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UnkleRhaukus

Verify a solution to the differential equation

  • one year ago
  • one year ago

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  1. UnkleRhaukus
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    • one year ago
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  2. UnkleRhaukus
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    \[\begin{equation*} \frac{\mathrm d^2 x}{\mathrm dy^2} +k^2y=f(x),\qquad k\in\mathbb R \end{equation*}\]

    • one year ago
  3. UnkleRhaukus
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    \[\newcommand\dd[1]{\,\mathrm d#1} % infinitesimal \newcommand\de[2]{\frac{\mathrm d #1}{\mathrm d#2}} % first order derivative \newcommand\pa[2]{\frac{\partial #1}{\partial #2}} % partial derivative \newcommand\den[3]{\frac{\mathrm d^#3 #1}{\mathrm d#2^#3}} % n-th derivative \newcommand\pan[3]{\frac{\partial^#3 #1}{\partial#2^#3}} % n-th partial derivative \begin{align*} y&=\frac1k\int\limits_0^x f(u)\sin k(x-u) \dd u\\ \de yx&=\frac1k\int\limits_0^x \pa {}{x}\Big[f(u)\sin k(x-u)\Big] \dd u\\ &=\frac1k\int\limits_0^x f_x(u)\sin k(x-u)+kf(u)\cos k(x-u) \dd u\\ \\ \\ \den yx2&=\frac1k\int\limits_0^x \pa {}x\Big[f_x(u)\sin k(x-u)+kf(u)\cos k(x-u)\Big] \dd u\\ &=\frac1k\int\limits_0^x f_{xx}(u)\sin k(x-u)+kf_x(u)\cos k(x-u)\\&\qquad\qquad+kf_x(u)\cos k(x-u)-kf(u)\sin k(x-u)\dd u\\ &=\frac1k\int\limits_0^x\Big( f_{xx}(u)-kf(u)\Big)\sin k(x-u)+2kf_x(u)\cos k(x-u)\dd u\\ \end{align*}\]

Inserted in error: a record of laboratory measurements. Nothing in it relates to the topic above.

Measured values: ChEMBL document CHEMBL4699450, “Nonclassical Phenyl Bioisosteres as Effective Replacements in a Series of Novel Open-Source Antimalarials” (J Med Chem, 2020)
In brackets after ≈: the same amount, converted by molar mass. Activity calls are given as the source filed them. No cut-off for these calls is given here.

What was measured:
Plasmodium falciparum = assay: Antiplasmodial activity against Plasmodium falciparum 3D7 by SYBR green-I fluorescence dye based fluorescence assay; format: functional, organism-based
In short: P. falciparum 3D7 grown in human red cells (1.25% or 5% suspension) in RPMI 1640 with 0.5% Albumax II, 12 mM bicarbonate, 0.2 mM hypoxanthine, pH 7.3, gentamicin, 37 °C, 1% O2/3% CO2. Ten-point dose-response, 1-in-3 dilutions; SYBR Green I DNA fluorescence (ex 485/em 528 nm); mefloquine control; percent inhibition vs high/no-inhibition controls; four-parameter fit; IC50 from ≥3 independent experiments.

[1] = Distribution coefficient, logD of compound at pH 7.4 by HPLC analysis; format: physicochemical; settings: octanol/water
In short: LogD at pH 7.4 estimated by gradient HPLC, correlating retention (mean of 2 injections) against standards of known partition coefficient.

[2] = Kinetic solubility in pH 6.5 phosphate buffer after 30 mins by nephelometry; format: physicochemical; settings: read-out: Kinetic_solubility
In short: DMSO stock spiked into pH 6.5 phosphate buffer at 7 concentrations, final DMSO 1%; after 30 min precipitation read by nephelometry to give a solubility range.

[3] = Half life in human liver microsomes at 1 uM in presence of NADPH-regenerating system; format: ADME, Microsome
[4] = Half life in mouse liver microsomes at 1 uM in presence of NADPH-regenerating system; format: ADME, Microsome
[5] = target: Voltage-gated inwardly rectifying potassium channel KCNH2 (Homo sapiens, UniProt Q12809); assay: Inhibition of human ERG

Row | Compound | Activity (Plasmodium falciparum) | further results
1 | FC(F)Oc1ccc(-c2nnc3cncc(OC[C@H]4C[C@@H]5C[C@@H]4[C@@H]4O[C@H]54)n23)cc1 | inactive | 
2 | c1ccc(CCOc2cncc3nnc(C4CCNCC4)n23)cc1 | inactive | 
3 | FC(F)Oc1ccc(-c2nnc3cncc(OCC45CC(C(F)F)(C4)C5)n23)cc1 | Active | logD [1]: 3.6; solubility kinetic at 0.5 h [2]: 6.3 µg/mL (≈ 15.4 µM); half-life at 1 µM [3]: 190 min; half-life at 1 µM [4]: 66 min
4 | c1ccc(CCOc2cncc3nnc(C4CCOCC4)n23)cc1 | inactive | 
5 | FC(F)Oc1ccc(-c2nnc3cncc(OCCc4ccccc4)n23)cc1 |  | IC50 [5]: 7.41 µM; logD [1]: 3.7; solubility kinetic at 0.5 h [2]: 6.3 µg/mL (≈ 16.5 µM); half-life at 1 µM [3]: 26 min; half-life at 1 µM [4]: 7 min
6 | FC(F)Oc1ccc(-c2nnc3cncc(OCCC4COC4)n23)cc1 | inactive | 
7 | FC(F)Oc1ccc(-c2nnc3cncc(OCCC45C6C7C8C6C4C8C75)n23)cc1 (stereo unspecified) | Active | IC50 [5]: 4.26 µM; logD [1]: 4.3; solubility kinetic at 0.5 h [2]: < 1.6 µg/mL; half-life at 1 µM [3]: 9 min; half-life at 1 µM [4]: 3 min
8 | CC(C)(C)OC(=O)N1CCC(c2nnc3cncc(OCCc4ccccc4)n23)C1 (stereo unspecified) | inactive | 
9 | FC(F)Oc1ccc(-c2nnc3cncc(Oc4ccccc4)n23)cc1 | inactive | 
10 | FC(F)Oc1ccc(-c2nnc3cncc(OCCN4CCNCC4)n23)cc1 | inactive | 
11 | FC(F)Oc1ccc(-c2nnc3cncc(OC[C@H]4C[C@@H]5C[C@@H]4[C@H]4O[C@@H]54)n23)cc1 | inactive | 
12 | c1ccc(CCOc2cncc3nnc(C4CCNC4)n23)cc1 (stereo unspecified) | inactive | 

• one year ago
  4. UnkleRhaukus
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    \[\newcommand\dd[1]{\,\mathrm d#1} % infinitesimal \newcommand\de[2]{\frac{\mathrm d #1}{\mathrm d#2}} % first order derivative \newcommand\pa[2]{\frac{\partial #1}{\partial #2}} % partial derivative \newcommand\den[3]{\frac{\mathrm d^#3 #1}{\mathrm d#2^#3}} % n-th derivative \newcommand\pan[3]{\frac{\partial^#3 #1}{\partial#2^#3}} % n-th partial derivative {\small\begin{align*} \den xy2 +k^2y =f(x)\\ \frac1k\int\limits_0^x\Big( f_{xx}(u)-kf(u)\Big)\sin k(x-u)+2kf_x(u)\cos k(x-u)\dd u\\+k\int\limits_0^x f(u)\sin k(x-u) \dd u=f(x)\\ \int\limits_0^x\Big( \frac{f_{xx}(u)}k-f(u)\Big)\sin k(x-u)+2f_x(u)\cos k(x-u)\\+ kf(u)\sin k(x-u) \dd u=f(x) \\ \int\limits_0^x\left( \frac{f_{xx}(u)}k+(k-1)f(u)\right)\sin k(x-u)+2f_x(u)\cos k(x-u) \dd u=f(x) \\ \end{align*}}\]

    • one year ago
  5. UnkleRhaukus
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    now i guess i just have to apply the product rule in reverse ,

    • one year ago
  6. AccessDenied
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    Hmm, would that differentiation under the integral be applicable if the domain of integration also contains the variable we are differentiating with respect to? I'm not exactly certain of this...

    • one year ago
  7. UnkleRhaukus
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    im not sure

    • one year ago
  8. wio
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    Why are you pulling that partial derivative in? Isn't it implied by fundamental theorem that the function inside the integral is the derivative?